As ASU students begin heading off to various spring break destinations Friday, members of the school’s baseball team are settling in for a challenging test.
The No. 2 Sun Devils have started the season 12-0, but with the exception of a couple games at the Coca-Cola Classic in Surprise last weekend, the competition ASU has faced so far is not up to par with what it will see when the Pac-10 season begins March 26.
Friday, though, marks the start of an eight-game stretch — a three-game set this weekend with Auburn (9-2), two games next week at perennial powerhouse Cal State Fullerton (4-6) and a three-game home series against Houston (5-5, including a win over No. 6 Texas) — that could provide an adequate evaluation of where the Sun Devils stand as the conference docket approaches.
“This will be a great tune-up for us,” coach Tim Esmay said. “These next eight games will be kind of like Pac-10 weekends. This weekend will be a Pac-10 weekend, with [games] Friday, Saturday and Sunday with full guns blazing. Playing somebody like Auburn and then going to Fullerton and then having someone like Houston come, I couldn’t ask for a better schedule to get our guys ready for the battles and the wars of the Pac-10.”
Auburn, winner of seven of its last eight games, is led by junior outfielder Brian Fletcher, whose .467 batting average is good enough for third in the SEC.
Like ASU, the Tigers lead their conference in team batting average, hitting at a .373 clip, which should provide a solid test for a starting pitching rotation that is yet to be finalized.
Junior Seth Blair (2-0, 3.38 ERA) will likely take the mound for Friday’s series opener, with juniors Merrill Kelly (3-0, 4.20) and Jimmy Patterson (1-0, 7.00) and sophomore Jake Borup (3-0, 1.12) candidates to pitch the other two contests.
Senior Josh Spence, a pre-season All-American who has yet to pitch this season due to arm soreness, threw a bullpen session on Tuesday, and while a specific timetable has not been set for his return, Esmay is pleased with the progress the lefty is making.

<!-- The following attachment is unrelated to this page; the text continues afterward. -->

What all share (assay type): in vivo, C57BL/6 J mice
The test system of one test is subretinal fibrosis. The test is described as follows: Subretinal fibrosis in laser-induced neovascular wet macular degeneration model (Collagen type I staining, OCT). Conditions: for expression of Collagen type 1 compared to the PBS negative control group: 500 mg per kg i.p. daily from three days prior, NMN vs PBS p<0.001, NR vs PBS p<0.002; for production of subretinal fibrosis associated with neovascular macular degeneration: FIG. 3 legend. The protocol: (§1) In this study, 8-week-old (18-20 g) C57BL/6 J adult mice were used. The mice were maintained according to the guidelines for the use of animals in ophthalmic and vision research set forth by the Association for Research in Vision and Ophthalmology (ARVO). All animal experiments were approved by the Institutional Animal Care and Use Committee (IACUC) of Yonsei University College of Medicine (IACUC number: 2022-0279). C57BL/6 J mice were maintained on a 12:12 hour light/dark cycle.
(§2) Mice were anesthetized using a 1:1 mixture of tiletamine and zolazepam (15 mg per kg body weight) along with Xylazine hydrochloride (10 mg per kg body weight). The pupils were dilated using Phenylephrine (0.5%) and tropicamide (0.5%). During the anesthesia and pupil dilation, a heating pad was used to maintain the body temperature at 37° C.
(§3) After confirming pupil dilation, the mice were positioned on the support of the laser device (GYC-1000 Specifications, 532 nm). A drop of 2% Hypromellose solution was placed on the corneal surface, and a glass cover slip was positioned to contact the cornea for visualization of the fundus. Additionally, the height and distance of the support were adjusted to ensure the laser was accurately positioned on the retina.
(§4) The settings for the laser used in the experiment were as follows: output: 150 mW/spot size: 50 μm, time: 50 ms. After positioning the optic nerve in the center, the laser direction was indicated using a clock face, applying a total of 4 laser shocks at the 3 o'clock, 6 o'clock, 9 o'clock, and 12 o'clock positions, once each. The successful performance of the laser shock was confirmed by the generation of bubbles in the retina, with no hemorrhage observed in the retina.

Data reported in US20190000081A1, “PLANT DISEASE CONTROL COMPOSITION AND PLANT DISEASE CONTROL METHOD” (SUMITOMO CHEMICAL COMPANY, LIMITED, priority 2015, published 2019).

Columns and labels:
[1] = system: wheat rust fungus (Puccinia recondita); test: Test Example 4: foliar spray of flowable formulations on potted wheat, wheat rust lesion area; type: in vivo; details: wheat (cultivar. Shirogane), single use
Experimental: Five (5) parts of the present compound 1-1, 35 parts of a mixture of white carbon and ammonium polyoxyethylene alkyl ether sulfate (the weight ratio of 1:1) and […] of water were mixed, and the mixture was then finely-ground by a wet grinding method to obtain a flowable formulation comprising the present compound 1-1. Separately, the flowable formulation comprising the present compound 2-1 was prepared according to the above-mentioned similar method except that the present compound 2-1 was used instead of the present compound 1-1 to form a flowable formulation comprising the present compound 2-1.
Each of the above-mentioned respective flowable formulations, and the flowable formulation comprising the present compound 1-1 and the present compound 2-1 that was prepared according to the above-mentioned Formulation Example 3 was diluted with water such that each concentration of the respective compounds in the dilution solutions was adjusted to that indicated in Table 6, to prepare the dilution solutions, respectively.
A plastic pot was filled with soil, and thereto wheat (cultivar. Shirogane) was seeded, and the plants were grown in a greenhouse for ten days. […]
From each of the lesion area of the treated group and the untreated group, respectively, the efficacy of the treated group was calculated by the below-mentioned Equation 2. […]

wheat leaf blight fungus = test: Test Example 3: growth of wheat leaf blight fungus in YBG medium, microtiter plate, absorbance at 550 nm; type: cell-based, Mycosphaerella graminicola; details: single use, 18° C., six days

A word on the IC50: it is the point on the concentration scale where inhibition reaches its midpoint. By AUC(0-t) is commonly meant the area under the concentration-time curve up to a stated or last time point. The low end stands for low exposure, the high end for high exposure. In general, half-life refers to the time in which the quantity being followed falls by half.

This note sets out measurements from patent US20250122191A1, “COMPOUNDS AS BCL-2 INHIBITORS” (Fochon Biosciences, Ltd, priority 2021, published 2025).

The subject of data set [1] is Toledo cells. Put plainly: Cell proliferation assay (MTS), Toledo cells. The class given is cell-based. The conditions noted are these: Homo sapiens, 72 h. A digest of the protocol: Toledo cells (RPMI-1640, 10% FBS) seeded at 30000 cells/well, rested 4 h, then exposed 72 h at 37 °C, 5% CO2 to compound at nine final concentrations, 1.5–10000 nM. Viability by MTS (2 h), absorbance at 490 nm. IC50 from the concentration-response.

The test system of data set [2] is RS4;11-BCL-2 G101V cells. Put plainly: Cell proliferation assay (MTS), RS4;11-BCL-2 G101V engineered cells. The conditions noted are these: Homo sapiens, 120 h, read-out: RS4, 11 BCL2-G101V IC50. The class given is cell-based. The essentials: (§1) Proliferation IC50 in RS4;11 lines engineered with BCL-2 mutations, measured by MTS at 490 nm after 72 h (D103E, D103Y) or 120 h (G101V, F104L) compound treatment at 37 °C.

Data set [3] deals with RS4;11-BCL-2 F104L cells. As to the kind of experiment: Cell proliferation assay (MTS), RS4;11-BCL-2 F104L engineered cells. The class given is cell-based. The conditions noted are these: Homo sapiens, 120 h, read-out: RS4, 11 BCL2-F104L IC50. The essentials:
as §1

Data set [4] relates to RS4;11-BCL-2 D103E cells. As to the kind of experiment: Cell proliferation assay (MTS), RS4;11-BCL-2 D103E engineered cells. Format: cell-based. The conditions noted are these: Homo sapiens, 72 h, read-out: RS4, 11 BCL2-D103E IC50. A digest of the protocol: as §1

“He was pushed back, and now he’s back on track to get himself ready to pitch again and get his legs underneath him,” Esmay said. “It’s like spring training for him right now. It’s like Monday was his first day back from Christmas break, and that’s how we’re treating it. We’ll get him going, throwing a little bit. He’ll have to face some live hitting, so we’ll just treat it like the first day of spring ball happened to him on Monday.”
Freshman pitcher Jake Barrett has been as good as advertised in the first month of the season. The hard-throwing right-hander, a third-round draft choice of the Toronto Blue Jays in 2009, has used an overpowering fastball, which has reached 97 miles per hour, to dominate hitters.
In six innings of work this season, Barrett has recorded 13 strikeouts, including three straight in his inning of work against Grand Canyon on Tuesday.
“Jake’s in a good spot because we can use him more than once in a weekend,” Esmay said. “He bounces back … and he’s not throwing 70 or 80 pitches, but [maximum] on a weekend he is throwing 40 to 45, and I think that’s a good spot for him right now. The good thing about Jake is that he is resilient.”
Esmay said Barrett could rotate in a closer role this season with sophomore Jordan Swagerty, who has been efficient in his own right.
With three saves to his credit, Swagerty has given up just one earned run in his seven innings of work out of the bullpen — the same number yielded by Barrett.
“Both those guys are what we consider our closers,” Esmay said. “We can flip-flop them. If we haven’t used Swags, we can use him in the seventh and then we always have Jake.”
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